10 Tips to Succeed Brilliantly in an English-Speaking Exam

It’s the part that makes your stomach flutter and your hands sweat. Somebody said public speaking is the #1 fear of all people – #2 being death.




The major English examinations all have a speaking part in addition to the writing, listening and reading parts. The Cambridge tests like the FCE, CAE, CPE, the BEC Preliminary, Vantage, and Higher, the IELTS, PTE and TOEFL all require that you demonstrate that you can indeed speak English.


Here are 10 keys to success in any English-speaking exam.


1. Learn how your test is structured. You can go online and learn about your particular test. Cambridge has excellent sites for all their examinations. There are helpful websites for all of the main English exams with sample questions and topics. You will need to learn how the speaking part is structured and how much time is allotted to each section.


2. Don’t memorize an answer or a speech. You will probably be given a topic or question for which you haven’t memorized an answer anyway. An examiner can always recognize a memorized script. Just keep improving your English speech by listening to conversations in movies, newscasts, podcasts and such.


3. Do record yourself answering sample questions and discussing sample topics. Then listen to yourself for grammar, pronunciation and intonation. You will pick up on things that you can improve.


4. Practice with someone who can recognize your mistakes and help. It’s a simple formula. The more you practice, the better you get.


5. Don’t worry about getting the correct answer. Correct answers don’t matter. Correct English matters. Generally, you are asked your opinion on things and really, you can have whatever crazy opinion you want – just express it in your best English.


6. No dead air space. Silence is not golden when you are responding to a question in the CAE or the BEC Vantage. That is the thing to avoid at all costs. If you make a mistake, keep talking. If you can’t think of the right word, keep talking. If you get a bit lost, just wrap it up or start over but keep talking.


7. Begin speaking immediately. You can use some of the stalling language below if you need a few moments to think. You only have a short time (maybe 60 seconds) to show them what a great English speaker you are. Jump right in and don’t waste time. If you are going to have a discussion with another candidate, it is to your advantage to start speaking first. You can even begin with a question to your partner which will buy you some thinking time. “So, what do you think about…” “Have you ever been in such a situation?”


8. Body language. Without saying a word, you can portray yourself as a good communicator. When it is your partner’s turn to talk, don’t just look at your hands or the table. Turn your body slightly toward them and look at them and listen well. If you are talking about a photo as you would in the FCE, CAE and the CPE, don’t stare only at the picture. Glance up at the examiner. Don’t talk to the photo. Talk to the examiner.


9. Talk until your time is up. Don’t stop talking until the examiner stops you. He or she will kindly say, “thank you” right in the middle of your sentence. Don’t feel badly about being interrupted. It’s the perfect way to end your speaking session.


10. Emergency language and stalling phrases. Below, I've listed some of my favorite Emergency Language and phrases for when you’re Stalling for Time.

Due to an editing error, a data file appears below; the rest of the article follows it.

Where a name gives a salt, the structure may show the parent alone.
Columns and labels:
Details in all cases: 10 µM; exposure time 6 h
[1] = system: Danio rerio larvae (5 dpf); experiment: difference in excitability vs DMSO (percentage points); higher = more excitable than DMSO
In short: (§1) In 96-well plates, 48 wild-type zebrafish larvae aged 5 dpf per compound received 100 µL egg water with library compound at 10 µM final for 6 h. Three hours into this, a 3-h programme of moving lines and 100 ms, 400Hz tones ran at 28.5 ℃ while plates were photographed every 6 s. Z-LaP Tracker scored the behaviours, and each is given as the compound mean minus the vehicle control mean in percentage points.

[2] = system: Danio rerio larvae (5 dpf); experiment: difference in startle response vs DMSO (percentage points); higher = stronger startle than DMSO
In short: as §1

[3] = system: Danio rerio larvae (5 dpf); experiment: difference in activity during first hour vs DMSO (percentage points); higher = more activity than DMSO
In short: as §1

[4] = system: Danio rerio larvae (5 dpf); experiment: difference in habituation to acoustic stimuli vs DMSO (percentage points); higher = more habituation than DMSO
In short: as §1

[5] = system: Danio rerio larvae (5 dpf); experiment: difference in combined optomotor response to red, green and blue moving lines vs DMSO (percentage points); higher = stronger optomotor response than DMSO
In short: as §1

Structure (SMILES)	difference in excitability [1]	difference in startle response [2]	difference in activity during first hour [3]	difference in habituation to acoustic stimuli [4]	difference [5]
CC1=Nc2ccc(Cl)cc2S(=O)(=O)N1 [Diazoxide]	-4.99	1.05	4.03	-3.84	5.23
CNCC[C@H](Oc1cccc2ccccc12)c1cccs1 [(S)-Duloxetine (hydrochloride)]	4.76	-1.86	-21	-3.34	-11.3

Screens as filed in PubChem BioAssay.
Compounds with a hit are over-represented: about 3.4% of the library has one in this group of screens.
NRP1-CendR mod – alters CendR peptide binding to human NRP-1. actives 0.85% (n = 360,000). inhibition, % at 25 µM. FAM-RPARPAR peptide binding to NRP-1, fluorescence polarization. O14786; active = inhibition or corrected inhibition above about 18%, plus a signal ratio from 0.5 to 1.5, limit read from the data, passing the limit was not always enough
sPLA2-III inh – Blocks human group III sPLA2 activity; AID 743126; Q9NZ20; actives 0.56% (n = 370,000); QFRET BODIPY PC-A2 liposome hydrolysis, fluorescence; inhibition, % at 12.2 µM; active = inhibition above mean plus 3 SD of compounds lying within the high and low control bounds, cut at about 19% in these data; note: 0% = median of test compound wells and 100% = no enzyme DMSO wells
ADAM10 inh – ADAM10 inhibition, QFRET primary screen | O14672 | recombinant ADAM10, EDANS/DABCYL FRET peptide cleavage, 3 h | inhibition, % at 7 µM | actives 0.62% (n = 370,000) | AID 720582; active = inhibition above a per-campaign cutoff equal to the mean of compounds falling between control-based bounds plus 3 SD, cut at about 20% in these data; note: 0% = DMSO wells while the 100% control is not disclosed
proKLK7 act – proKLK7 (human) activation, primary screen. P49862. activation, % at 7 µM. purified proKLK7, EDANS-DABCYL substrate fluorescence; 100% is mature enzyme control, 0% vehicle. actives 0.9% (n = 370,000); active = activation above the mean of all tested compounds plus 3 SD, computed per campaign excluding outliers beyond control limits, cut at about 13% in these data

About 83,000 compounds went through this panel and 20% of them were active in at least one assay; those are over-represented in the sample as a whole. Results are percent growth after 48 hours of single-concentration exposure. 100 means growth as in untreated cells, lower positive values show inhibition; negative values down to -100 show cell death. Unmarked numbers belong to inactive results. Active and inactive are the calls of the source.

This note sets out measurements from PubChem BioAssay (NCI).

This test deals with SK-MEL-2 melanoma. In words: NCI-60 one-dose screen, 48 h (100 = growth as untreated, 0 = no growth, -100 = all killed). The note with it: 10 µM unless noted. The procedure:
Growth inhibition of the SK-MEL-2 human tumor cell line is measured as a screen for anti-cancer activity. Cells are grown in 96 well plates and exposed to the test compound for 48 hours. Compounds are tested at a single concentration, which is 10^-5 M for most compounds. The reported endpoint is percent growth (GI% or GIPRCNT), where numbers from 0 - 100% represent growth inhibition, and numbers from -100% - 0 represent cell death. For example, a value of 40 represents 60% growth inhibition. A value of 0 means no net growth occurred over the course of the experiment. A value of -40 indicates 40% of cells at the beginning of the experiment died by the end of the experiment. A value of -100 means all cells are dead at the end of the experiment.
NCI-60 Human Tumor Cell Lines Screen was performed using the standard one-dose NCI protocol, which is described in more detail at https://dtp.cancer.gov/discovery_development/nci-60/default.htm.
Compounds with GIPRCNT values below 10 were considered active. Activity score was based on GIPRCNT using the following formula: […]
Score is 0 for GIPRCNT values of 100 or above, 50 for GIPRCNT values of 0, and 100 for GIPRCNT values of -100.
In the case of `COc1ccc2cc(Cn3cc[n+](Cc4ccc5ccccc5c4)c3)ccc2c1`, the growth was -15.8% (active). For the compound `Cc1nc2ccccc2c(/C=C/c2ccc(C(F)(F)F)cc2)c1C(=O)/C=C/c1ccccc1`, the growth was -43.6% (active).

Emergency Language


You might be asked a question you don’t understand. In that case, you may ask for help from the examiner or you can just “wing it” which is to go ahead with your best guess. In some parts of some tests the examiner can only repeat the question.


When you don’t hear the question

  • I’m sorry, could you repeat that please?

  • I’m sorry, I didn’t catch that.

  • Would you mind saying that again?

When you don’t understand the question

  • I’m sorry, what do you mean exactly?

  • Could you say that in other words?

  • I’m afraid I’m not quite sure what you mean.

When you don’t understand a particular word

  • What does ______ mean?

  • Does _______ mean ________ ?

  • Sorry, I’m not sure what ________ means.

When you think you understand the question but aren’t certain

  • Do you mean __________?

  • Are you asking __________?

  • Am I right in thinking you mean __________?

When you get a little bit lost while explaining something

  • What I mean is…

  • What I’m trying to say is…

  • Anyway, to get back to my original point…

When you need to finish an answer

  • Anyway, that’s my opinion.

  • Anyway, that’s all I can really say.

  • So, that’s why I think…

When you’re not sure if your answer was appropriate

  • Does that answer your question?

  • Is that what you were asking?

  • I hope that answers your question.

Stalling for Time – or what to say when you don’t know what to say


Okay… Information Management… well, the first thing that springs to mind is…

Hmmm. That’s a good question.

Well, let me think about that…

Yes, that’s an important topic / interesting subject

Okay. Let’s see… There’s…

Now, let me see… what else… would be important / a reason/ an aspect…?

Well that’s something I’ve never really thought about but, on reflection, I’d say that...

If you’re clueless about the topic you can begin with:

Well, I must confess that I’m not very familiar with this topic / area but from my understanding it seems that it would be important to …

Hmmm. Let me think about that a moment.

Okay,… well,…

That’s an interesting question. I would have to guess that…

You know, that’s not something I’ve never dealt with so I’m kind of taking a guess here…

Well, hmmmmm. The first thing I notice/observe is…

Well, I think the first thing that comes to my mind is…

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